The federal government does not think consumers are capable of making informed decisions, or so its labeling policies would imply.
The Food and Drug Administration (FDA) has often capitulated to the whims of the dairy industry, going after its competitors by enforcing obscure laws. Some of these regulations have been so insignificant, they have addressed seemingly irrelevant details such as determining how dairy alternatives are legally allowed to label their products.
Individuals are not unknowingly being bamboozled into buying dairy alternatives.
Concerns over the matter stem from the dairy industry’s alleged fear that unsuspecting consumers are being fooled into purchasing items claiming to be something they are not: milk.
While actual consumer trends paint a more realistic picture of a country moving away from dairy and towards products like soymilk, almond milk, and coconut milk, the dairy industry thinks this phenomenon is the result of a simple mistake made by consumers who think they are purchasing milk from cows.
In reality, however, milk sales have suffered over the last several years because consumers now have access to a wider range of alternatives. Individuals are not somehow unknowingly being bamboozled into buying dairy alternatives; they are purposefully seeking out these products at trendy health food stores like Whole Foods or Trader Joe’s.
There is nothing young, hip, professionals love more than their health-conscious eating habits. In fact, following certain dietary trends has become somewhat of a status symbol. Whether you’re vegan or paleo, many of these nutritional lifestyles discourage the consumption of dairy products. As a result, many consumers are going after dairy alternatives like nut milks.
For consumer products that do not enjoy the luxury of government protection, falling sales would indicate that a trip back to the drawing board was needed. However, for the dairy industry, increased competition simply means calling in a favor from the FDA to help stomp out the competition.
The Dairy Cartel
The dairy industry is no stranger to calling in favors from the federal government. In fact, when margarine hit the scene in the late 1800’s, dairy farmers called for a federal “margarine” tax to dissuade consumers from buying the butter alternative.
In 1902, this policy was taken even further when an additional tax was applied to any margarine brand that used artificial dye to make its appearance seem more like “authentic” butter. This tax was really meant as a punishment for the margarine companies, who were supposedly “tricking” consumers into buying their “wannabe” butter. The real threat, of course, was that margarine was less expensive than butter, which concerned the dairy industry and delighted shoppers.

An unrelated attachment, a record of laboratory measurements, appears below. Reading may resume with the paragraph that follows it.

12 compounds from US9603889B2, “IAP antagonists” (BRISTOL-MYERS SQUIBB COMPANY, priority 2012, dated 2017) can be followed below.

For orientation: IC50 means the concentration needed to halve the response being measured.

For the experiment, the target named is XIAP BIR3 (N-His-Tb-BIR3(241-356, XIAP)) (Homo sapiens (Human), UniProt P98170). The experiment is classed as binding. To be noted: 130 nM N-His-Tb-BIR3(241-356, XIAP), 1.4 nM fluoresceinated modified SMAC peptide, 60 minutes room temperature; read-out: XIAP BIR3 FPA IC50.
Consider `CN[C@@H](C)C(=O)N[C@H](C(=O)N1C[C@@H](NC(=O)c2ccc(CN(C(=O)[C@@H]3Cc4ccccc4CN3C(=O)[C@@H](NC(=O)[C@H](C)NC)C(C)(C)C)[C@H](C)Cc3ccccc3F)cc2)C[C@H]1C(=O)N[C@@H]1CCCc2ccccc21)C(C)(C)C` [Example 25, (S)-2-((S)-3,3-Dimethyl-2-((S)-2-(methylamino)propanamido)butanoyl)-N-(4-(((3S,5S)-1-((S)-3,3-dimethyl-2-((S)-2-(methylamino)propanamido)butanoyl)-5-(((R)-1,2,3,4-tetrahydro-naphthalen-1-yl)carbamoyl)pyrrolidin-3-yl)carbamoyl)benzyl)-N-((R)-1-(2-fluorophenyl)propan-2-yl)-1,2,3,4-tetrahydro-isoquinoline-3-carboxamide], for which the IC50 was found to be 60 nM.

The brand Yoplait was also once a target of the dairy industry and faced legal action over its Greek yogurt products.
The FDA has the unique and broad authority to set standards for just about anything a human is able to consume. This unique power gives the federal entity the ability to determine what a product can legally call itself. For example, if a brand wishes to label its product as yogurt, it must have certain ingredients present in its recipe.
An outdated state law forbids foreign butter from being sold on Wisconsin shelves.
Unfortunately for Yoplait, the company had decided to add a new ingredient to their Greek yogurt line that served as a thickening agent. However, since this new ingredient did not exist when the terms for “yogurt” were set, the dairy industry filed suit against Yoplait in an attempt to ban the company from being able to use the term in any product labeling. Luckily for Yoplait, the judge threw out the case before the situation escalated.
A few months ago, the dairy industry leveraged its power in the state of Wisconsin and managed to get a popular brand of butter pulled from grocery store shelves.
Kerrygold Grass-fed Irish Butter is not made in America, as its name might have alluded. Since it is made abroad, it is not subject to Wisconsin’s overly-rigorous approval process for dairy products.
However, an outdated state law forbids foreign butter from being sold on Wisconsin shelves. Since Kerrygold is made and packaged abroad, it does not go through Wisconsin’s specific regulatory process, making it contraband within the state.
What's in a Name?
Now, the dairy industry is up to its old antics again, this time asking the FDA to crackdown on any non-dairy product using “milk” in its name.
While all this sounds almost too ridiculous to be true, this is the regulatory circus born from cronyism.
It is alleged that “milk imposters” are ruining the dairy industry’s image by confusing consumers who may think they are buying “real” cow’s milk when purchasing soy milk or other dairy alternatives.
While this may seem like an arbitrary point of contention, the dairy industry takes the definition of “milk” very seriously, as has been demonstrated by its persistence on this issue. In fact, the industry has been heavily pushing the FDA to enforce the “legal” definition of milk since the year 2000.
This labeling issue is so important to some, new legislation has recently been introduced that would require the FDA to start actively enforcing the law that restricts products from being labeled as “milk” unless they are made by "complete milking of one or more healthy cows."
While all this sounds almost too ridiculous to be true, this is the regulatory circus born from cronyism. When laws are made explicitly to give one specific industry a leg-up on the competition, you can bet your bottom dollar that these regulations have more to do with squashing the competition than protecting the consumer.